Taxes can get pretty complicated depending on what kind of return you have to file. Do you have a business? Dependents? Itemized deductions? There are already a lot of great sources of information out there about which documents and information you need to gather. Instead, let’s focus on how to move through this year proactively so that when April 2020 rolls around, you won’t be scrambling to find all this documentation.

Start a System

The first thing you should do is have a dedicated folder where you can file any paperwork that you may need come next April.

  • Create folders for:
    • Tax Documents
    • Personal Receipts
  • If you are self-employed, you should create additional folders for:
    • Business Documents
    • Business Receipts

Execute the System

Know which documents you need to keep in each folder and make lists. If you need help with this, your tax preparer should be able to help you create a customized list based on how you file and the specifics of your financial architecture. Otherwise, here’s a great general resource: https://www.rgbrenner.com/resources/what-do-i-bring-to-my-tax-appointment/

Attach these lists to the front of each folder. Cross off items as they go into the folder.
Documents come in all year, so this is a great way to keep yourself informed at a glance. A few notes:

  • Things like property taxes may show up early in the year.
  • Income statements start arriving in the mail or your inbox in January.
  • Some personal receipts worth saving are:
    • Records of cash donations to religious institutions, schools & other charities
    • Records on non-cash charitable donations
    • Unreimbursed job-related expenses (e.g., travel, tools, cell phone charges, uniform cost/cleaning, luggage, services fees, trade journals, meals & entertainment)
    • Job search/moving expenses¹
  • For your business, you’ll want to save receipts for EVERYTHING, such as:
    • Advertising
    • Equipment & supplies
    • Meals & travel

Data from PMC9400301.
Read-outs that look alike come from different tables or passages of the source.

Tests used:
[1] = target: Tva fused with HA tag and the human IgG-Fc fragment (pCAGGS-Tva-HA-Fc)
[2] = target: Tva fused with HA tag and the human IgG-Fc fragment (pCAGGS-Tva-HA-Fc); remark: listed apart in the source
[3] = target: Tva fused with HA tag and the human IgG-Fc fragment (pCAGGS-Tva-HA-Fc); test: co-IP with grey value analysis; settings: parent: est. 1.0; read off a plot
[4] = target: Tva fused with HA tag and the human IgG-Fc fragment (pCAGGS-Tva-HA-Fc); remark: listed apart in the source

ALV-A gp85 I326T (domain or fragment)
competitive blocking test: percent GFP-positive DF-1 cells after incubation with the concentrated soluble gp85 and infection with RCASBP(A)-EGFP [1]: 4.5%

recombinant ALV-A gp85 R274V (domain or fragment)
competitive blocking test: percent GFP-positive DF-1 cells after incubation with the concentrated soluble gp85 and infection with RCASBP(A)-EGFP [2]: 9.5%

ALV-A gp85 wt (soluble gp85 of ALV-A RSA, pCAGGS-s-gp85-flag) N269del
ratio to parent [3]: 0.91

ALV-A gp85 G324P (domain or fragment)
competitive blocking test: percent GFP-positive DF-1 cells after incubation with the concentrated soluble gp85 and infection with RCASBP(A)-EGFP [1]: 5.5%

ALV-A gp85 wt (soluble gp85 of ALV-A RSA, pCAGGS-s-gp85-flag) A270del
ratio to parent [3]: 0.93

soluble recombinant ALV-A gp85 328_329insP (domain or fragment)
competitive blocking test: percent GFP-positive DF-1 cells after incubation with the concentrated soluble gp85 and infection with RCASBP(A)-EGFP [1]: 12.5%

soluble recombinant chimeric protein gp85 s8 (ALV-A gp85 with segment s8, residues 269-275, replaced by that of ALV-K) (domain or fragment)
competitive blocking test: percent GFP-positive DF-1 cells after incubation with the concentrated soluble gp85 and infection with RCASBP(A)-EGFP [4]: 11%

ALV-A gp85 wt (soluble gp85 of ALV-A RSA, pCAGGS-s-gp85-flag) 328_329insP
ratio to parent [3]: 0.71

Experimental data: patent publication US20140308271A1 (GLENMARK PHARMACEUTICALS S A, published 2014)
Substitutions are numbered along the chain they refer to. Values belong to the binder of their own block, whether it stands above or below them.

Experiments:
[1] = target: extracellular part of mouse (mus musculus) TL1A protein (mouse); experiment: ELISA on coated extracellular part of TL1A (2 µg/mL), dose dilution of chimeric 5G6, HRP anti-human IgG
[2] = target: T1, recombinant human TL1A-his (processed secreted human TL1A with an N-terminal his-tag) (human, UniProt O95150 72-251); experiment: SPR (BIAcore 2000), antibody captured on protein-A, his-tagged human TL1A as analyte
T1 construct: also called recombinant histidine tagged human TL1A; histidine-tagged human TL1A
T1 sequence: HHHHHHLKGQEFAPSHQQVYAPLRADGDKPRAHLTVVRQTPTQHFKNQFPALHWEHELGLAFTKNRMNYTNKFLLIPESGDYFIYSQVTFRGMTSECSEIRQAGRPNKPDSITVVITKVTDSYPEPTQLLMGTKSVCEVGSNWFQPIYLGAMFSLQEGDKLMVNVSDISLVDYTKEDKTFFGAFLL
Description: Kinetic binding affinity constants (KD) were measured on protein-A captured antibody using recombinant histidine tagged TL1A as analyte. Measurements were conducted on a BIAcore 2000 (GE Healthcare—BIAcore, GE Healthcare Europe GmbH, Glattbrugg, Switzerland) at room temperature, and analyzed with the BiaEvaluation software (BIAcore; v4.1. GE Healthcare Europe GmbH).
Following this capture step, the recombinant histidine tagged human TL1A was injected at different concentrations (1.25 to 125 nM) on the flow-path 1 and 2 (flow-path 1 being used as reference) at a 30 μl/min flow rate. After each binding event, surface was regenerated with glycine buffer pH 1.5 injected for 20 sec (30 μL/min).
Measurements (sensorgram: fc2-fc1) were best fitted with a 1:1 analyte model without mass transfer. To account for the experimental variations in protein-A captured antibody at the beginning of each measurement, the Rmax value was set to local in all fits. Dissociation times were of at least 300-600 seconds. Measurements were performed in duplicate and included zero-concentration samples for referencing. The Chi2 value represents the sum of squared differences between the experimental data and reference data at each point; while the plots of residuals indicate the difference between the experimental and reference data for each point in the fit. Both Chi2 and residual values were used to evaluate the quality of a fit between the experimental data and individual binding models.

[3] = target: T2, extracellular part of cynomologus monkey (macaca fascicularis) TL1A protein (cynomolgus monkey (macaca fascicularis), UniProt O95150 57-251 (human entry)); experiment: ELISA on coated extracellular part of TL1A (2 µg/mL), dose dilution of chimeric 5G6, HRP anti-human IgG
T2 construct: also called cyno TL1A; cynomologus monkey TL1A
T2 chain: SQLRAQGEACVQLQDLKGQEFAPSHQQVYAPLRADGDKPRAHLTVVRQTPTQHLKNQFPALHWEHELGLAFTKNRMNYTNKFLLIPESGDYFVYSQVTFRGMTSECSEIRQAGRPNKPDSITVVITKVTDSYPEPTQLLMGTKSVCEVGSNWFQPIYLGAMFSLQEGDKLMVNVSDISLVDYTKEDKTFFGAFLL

• Continuing education & professional development
    • Books & research materials
    • Dues & memberships
    • Subscriptions

Maintain the System

Now that you’re filing, try to stay ahead of the record-keeping by doing it monthly. This effort will help both you and your accountant simplify the process come March or April, so you don’t have to scramble to collect all the information and dollar amounts in a last-minute rush.

Pick your poison to start an electronic or written file for keeping records of expenses. I’m a lover of Excel, but some folks prefer Word or even handwritten lists. If you’re in the latter camp, I recommend buying a dedicated ledger book to record line items. Keep separate files for personal and business. Once a month, go through your saved receipts and enter them into your record. Remember to categorize the type of expense for each receipt.

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As you can see, it’s all about establishing a system that you can easily maintain throughout the year with minimal effort. It’s so easy to get behind with all the personal and professional obligations we balance. If we can stay aligned with the system and find an hour a month to maintain it, then when that April 15 holiday inevitably rolls around again, we can face it head-on with confidence and careful preparation.

¹ https://www.rgbrenner.com/resources/what-do-i-bring-to-my-tax-appointment/

Author: Kelly GalfandClutter General healthy living Home Organizing Room Transformation Small Spaces Storage Tips

Do Organizers Practice What They Preach?

If you’ve ever wondered, do organizers really practice what they preach?
I am here to say, YES! In my case, I follow 4 basic rules*:

1. Decide where things live
2. Return items to their “home”
3. Follow In One/Out One
4. Build routines around maintaining systems

The third rule, In One/Out One, is the least appreciated and most neglected by our clients, even though it offers the best defense against clutter build-up.

Here’s a personal story of how it recently went down in my house.

First you have to know that I LOVE citrus. Fresh lemon juice goes into every salad dressing. Fresh lime juice refreshes most fruit bowls. Many of my fish recipes require fresh lemon, lime or orange juice. So my juicer has been a staple in my kitchen. I love that it not only does a great job, it also attaches to a measuring cup – which makes it easy to know when I have enough.

Pictured below on the left, it had a primo spot in my most accessible gadget drawer just below my prep counter. Until…